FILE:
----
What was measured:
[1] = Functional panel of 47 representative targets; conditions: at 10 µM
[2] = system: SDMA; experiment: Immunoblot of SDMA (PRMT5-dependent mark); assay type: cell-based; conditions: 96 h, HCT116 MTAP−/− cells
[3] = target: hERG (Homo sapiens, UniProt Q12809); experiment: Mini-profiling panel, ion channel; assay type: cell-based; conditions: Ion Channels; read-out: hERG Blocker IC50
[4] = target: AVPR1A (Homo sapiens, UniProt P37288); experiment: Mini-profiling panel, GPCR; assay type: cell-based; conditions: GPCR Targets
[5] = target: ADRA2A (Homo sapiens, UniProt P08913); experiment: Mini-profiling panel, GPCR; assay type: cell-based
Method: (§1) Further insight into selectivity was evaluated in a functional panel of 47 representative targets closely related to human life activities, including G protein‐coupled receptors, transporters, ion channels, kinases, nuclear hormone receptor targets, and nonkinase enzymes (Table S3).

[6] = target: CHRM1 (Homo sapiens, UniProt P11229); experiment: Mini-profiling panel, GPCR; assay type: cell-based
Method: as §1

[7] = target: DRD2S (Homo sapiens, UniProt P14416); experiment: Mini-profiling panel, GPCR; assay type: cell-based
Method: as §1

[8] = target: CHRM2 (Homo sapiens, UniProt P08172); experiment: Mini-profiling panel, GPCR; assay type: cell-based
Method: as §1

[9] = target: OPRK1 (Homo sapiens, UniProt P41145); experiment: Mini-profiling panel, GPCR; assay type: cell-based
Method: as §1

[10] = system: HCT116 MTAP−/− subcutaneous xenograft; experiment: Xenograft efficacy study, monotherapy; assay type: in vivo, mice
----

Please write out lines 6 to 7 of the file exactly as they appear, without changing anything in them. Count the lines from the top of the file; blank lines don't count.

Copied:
[5] = target: ADRA2A (Homo sapiens, UniProt P08913); experiment: Mini-profiling panel, GPCR; assay type: cell-based
Method: (§1) Further insight into selectivity was evaluated in a functional panel of 47 representative targets closely related to human life activities, including G protein‐coupled receptors, transporters, ion channels, kinases, nuclear hormone receptor targets, and nonkinase enzymes (Table S3).